5. You don't need film school, either
Wilson did not go to college. Coming from a unique background can give you a huge leg-up when creating your stories, and Wilson talks about how his passion for film was what really separated him. "I was a studio executive at Paramount, surrounded by Harvard grads. I was up against my own inferiority complex sometimes, having barely gotten out of high school, but one day after I had been completely creamed during a development war with one of these Harvard grads, Jeff Katzenberg took me aside and said 'Larry, you need to learn to be a straight player in a crooked game. You're sitting beside me here because when you read a script, and you love it, you're going to make sure that everyone else loves it too. That's why you're valuable to me. Stop trying to be a studio executive; be a guy who can read a script, or watch a movie, and get excited the way you get excited.' And that was a huge shot of confidence. Just be yourself and use your passion and make that your calling card."
While studio executives might not always be perfectly aligned with screenwriters, the message still stands, and ties together perfectly with the idea that you need to "write what you feel." Embrace what makes you unique and embrace what you know. Craft your stories that you can tell and be yourself.
6. Be willing to listen
Pitching can often be one of the most difficult aspects of being a new screenwriter in the business. And Wilson once shared those fears all screenwriters have. "Sweaty armpits and always worrying that everyone would hear me stammering," Wilson says, "There was a lot of shyness I had to overcome. But there's a great philosopher who's been a touchstone for me, Alan Watts, and he once said 'Don't be serious, be sincere.' And that made pitching easier. Go in and do your best and tell them a story you believe in."
Wilson adds, "You contribute to the success or failure of your pitch meeting. You contribute by coming in with an idea that you've actually thought through and that you have passion for. But you also need to be willing to listen. It's a conversation. You should've prepared and be able to do your story justice in the room and answer questions. And when an executive has a 'but,' don't get defensive. That's a huge mistake. Don't assume that you know more than the person you're speaking to, but at the same time, be strong and know when you need to dig in your heels when people are changing your story so much that you don't even recognize it anymore. Then you need to say thank you for the meeting and leave. But engage in the conversation. It's a part of the business. It's a part of the game."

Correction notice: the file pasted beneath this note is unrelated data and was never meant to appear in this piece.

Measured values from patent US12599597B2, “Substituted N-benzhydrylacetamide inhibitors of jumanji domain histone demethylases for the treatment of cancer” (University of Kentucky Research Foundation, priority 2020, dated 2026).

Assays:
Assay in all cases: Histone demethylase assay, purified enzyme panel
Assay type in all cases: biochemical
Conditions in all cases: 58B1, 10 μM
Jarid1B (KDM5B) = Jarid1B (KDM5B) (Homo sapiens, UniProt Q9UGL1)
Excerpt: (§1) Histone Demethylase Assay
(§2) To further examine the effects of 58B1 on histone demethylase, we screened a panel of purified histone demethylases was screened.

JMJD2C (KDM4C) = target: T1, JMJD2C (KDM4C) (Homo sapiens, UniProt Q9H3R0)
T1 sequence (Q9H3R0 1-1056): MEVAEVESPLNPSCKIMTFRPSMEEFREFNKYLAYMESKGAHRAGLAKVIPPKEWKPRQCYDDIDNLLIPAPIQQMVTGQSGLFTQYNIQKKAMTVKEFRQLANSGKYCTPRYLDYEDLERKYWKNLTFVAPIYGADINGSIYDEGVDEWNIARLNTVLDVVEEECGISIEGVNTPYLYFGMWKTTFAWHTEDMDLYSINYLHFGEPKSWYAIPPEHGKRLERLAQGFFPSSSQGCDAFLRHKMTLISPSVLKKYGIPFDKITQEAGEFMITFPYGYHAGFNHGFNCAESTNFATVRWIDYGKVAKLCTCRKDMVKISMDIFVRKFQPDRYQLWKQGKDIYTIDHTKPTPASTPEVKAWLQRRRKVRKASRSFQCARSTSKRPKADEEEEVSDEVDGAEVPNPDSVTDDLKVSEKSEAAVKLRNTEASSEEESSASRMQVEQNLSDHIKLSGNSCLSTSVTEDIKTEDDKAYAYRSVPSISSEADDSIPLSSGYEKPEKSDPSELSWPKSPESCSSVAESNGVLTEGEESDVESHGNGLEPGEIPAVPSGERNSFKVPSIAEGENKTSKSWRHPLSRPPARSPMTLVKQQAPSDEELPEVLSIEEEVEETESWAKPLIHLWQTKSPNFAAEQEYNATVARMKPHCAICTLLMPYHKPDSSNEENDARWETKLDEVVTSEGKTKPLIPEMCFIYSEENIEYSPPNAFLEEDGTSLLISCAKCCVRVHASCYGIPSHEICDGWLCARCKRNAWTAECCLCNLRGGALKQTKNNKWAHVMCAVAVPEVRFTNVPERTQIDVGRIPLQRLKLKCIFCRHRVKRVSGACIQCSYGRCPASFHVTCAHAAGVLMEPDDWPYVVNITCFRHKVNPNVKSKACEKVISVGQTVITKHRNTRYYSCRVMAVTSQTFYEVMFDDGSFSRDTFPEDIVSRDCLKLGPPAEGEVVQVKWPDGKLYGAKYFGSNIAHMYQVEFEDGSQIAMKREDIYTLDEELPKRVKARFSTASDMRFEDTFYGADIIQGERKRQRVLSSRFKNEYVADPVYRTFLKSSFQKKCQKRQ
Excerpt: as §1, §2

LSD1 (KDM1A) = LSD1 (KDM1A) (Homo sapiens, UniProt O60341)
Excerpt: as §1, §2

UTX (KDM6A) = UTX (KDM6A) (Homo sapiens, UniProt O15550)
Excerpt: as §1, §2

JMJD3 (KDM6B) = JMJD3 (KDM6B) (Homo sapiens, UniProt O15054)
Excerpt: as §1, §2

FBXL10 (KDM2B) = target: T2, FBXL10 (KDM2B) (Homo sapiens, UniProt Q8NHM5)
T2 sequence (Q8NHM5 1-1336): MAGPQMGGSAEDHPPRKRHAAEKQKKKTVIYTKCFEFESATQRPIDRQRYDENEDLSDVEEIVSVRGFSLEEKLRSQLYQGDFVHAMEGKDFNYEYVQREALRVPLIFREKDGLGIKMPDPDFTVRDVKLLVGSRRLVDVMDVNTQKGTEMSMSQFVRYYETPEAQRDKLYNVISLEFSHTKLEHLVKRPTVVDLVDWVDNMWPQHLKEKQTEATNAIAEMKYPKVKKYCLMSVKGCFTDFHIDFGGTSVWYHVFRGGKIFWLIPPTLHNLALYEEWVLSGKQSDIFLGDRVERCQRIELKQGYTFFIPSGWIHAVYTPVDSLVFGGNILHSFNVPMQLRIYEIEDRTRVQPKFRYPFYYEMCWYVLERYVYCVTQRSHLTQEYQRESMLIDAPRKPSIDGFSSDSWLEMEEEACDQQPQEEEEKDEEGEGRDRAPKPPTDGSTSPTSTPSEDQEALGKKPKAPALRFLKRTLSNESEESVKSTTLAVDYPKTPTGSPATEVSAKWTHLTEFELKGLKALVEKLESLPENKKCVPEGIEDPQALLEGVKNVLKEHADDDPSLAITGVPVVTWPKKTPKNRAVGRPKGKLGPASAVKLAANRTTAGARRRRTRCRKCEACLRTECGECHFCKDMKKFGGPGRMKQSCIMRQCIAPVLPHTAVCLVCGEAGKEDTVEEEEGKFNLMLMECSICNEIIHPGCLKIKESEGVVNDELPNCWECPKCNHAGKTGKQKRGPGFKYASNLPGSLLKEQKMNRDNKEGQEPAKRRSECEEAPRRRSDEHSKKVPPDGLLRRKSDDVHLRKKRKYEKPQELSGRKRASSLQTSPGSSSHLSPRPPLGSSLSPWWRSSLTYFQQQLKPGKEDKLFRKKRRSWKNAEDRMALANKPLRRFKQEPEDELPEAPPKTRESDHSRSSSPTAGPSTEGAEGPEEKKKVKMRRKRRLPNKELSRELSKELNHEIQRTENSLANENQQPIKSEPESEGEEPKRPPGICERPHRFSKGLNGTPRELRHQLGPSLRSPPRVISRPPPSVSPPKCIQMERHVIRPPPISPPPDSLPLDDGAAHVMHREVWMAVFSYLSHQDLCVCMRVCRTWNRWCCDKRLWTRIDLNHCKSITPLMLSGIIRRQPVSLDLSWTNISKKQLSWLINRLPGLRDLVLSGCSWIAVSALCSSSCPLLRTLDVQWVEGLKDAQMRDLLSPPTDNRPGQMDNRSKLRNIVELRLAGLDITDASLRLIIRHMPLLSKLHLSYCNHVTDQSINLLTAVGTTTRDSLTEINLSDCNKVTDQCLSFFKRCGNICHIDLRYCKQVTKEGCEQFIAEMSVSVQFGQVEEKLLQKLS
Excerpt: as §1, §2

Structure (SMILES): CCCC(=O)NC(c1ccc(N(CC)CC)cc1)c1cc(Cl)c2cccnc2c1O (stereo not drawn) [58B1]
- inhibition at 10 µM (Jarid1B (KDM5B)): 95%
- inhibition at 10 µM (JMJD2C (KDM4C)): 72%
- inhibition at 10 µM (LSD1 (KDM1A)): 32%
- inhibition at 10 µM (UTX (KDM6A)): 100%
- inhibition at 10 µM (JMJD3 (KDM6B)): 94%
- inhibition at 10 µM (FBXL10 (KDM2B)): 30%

7. You can make your own career happen
For a time, Wilson stepped away from his role as a teacher. Students constantly asked him how to get a movie made, and he never knew how to answer. He didn't want to provide a false sense of hope. But when the digital revolution hit the film industry, he found himself capable of answering that question. "You can make a movie on your cell phone now. There is no excuse for you not to be able to make your movie anymore," he says.
The most important thing you can really do is "put yourself in every possible, conceivable place you can think of. You talk to anyone who you think might be able to help you and maybe that door will open for you. But if none of that works, make your own movie! It's a great place to be, but it's a scary place for people to be. If you can't get your stuff seen, if you can't get a pitch meeting, then shoot a ten minute short and put it on YouTube. Take your career and your life and put it into your own hands. Stop waiting for these gatekeepers to give you permission to be a filmmaker. It's an answer that people don't want to hear, because it puts all the responsibility on them. It makes them have to do something in public and perhaps fail. Anyone can make a movie now, and that means there will be millions of bad movies, but make sure yours is a good one."